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August 28, 2009

Grassroots Groovy: the Spring Route (part 2)

We can introduce Groovy into our projects at grassroots level. In a previous post we learned how to invoke Groovy code from Spring configured applications. In this post we learn how to create the Spring configuration files with Groovy. We are using the BeanBuilder from Grails to achieve this. The builder implements a Spring DSL to configure beans. We can define beans and wire beans together using Groovy code, so this means we can add logic to the configuration. For example we could check an environment variable and depending on the value we define certain beans.

To define the beans we use Groovy, but we can still use Java code to read the configuration and get a valid Spring ApplicationContext. This way the impact on the Java code is minimal, but we can create the Spring configuration more dynamically. First we start with the Spring BeanBuilder file SpringBeansConfig.groovy:

import org.apache.commons.dbcp.*

beans {
    // We can use namespaces in the builder.
    xmlns util:""
    // We can write code in this configuration file and reference
    // binding variables.
    def bindingEnv = env
    util.list(id: 'runningMode') {
        value new Date().format('yyyy-MM-dd')
        value bindingEnv
    // Abstract bean definition with custom destroy-method.
    abstractDataSource(BasicDataSource) { bean ->
        bean.destroyMethod = 'close'
        driverClassName = 'com.mysql.jdbc.Driver'
        username = ''
        password = ''
    // Create bean definitions dynamically and use abstract parent.
    def urls = [
        dev:  'jdbc:mysql://localhost/db',
        test: 'jdbc:mysql://localhost/test',
        prod: 'jdbc:mysql://prod'
    urls.each { key, value ->
        "${key}DataSource"(BasicDataSource) { bean ->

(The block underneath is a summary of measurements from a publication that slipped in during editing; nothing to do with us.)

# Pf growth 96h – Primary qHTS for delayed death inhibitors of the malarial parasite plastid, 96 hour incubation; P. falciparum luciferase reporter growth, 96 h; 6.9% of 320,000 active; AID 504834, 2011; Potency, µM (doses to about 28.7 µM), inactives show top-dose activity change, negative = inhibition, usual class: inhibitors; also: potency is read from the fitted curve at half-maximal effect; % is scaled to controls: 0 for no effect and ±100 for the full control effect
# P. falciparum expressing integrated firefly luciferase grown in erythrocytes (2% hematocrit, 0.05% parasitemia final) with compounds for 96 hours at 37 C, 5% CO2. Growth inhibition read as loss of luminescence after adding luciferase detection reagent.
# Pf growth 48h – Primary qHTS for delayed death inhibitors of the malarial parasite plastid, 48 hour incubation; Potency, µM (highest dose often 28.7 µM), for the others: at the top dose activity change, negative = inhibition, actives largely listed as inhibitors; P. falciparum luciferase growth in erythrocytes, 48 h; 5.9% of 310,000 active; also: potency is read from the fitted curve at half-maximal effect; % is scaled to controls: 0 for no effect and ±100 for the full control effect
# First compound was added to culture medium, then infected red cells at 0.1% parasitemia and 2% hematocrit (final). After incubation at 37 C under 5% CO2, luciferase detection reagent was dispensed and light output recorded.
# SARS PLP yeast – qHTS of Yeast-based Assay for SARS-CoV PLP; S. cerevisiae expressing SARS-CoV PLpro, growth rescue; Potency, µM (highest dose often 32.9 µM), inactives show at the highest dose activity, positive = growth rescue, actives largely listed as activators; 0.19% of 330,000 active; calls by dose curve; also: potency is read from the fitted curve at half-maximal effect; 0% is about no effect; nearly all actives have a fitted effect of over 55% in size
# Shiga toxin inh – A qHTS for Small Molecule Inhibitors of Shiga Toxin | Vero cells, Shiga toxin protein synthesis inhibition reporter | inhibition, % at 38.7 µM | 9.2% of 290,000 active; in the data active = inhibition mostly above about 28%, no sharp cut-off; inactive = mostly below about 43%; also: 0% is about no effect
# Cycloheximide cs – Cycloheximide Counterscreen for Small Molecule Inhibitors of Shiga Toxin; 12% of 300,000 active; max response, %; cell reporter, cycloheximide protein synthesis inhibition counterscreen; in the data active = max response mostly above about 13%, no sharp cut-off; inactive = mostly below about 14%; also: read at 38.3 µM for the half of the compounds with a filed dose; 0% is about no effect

bean.parent = abtractDataSource
            url = value
    // Spring bean definitions for bean with id personDao
    // and class PersonDaoImpl. Sample switch statement to show
    // we can add Groovy code in this file.
    personDao(PersonDaoImpl) {
        switch (env) {
            case 'dev':  dataSource = devDataSource; break
            case 'test': dataSource = testDataSource; break
            case 'prod': dataSource = ref(prodDataSource); break
    // Equivalent of
    // <bean id="personService"
    //    class="">
    //    <property name="dao" ref="personDao"/>
    // </bean>
    personService(PersonServiceJavaImpl) {
        dao = ref(personDao)

We have now defined the following beans: runningMode, devDataSource, testDataSource, prodDataSource, abstractDataSource, personService, personDao and wired some together. With the following Java application we read this file and use the Spring ApplicationContext:


import java.util.List;
import java.util.Date;
import java.text.SimpleDateFormat;
import grails.spring.BeanBuilder;
import groovy.lang.Binding;
import org.springframework.context.ApplicationContext;
import org.apache.common.dbcp.BasicDataSource;

public class SpringBuilderApp {
    public static void main(String[] args) throws IOException {
        // Create a binding to get "env" into the configuration script.
        final Binding binding = new Binding();
        binding.setProperty("env", "dev");
        // Create a builder and find all files on the classpath
        // ending with BeansConfig.groovy.
        final BeanBuilder builder = new BeanBuilder();
        // Make the Spring ApplicationContext.
        final ApplicationContext context = builder.createApplicationContext();
        assert 7 == context.getBeanDefinitionNames().length;
        assert context.containsBean("prodDataSource");
        assert context.containsBean("testDataSource");
        assert context.containsBean("devDataSource");
        assert context.containsBean("abstractDataSource");
        assert context.containsBean("personDao");
        assert context.containsBean("personService");
        assert context.containsBean("runningMode");

        final List mode = (List) context.getBean("runningMode");
        final Date now = new Date();
        assert new SimpleDateFormat("yyyy-MM-dd").format(now).equals(mode.get(0));
        assert "dev".equals(mode.get(1));
        final BasicDataSource ds = (BasicDataSource) context.getBean("testDataSource");
        assert "jdbc:mysql://localhost/test".equals(ds.getUrl());
        assert "com.mysql.jdbc.Driver".equals(ds.getDriverClassName());
        assert "".equals(ds.getUsername());
        assert "".equals(ds.getPassword());

We can run this application with assertions enabled and we get no errors. We must include the grails-spring-<version>.jar and grails-bootstrap-<version>.jar, the Commons DBCP libraries and the Groovy libraries to the classpath. Now we can define the Spring context with Groovy and we can run Groovy code from Spring. More and more Groovy creepes into our Java projects.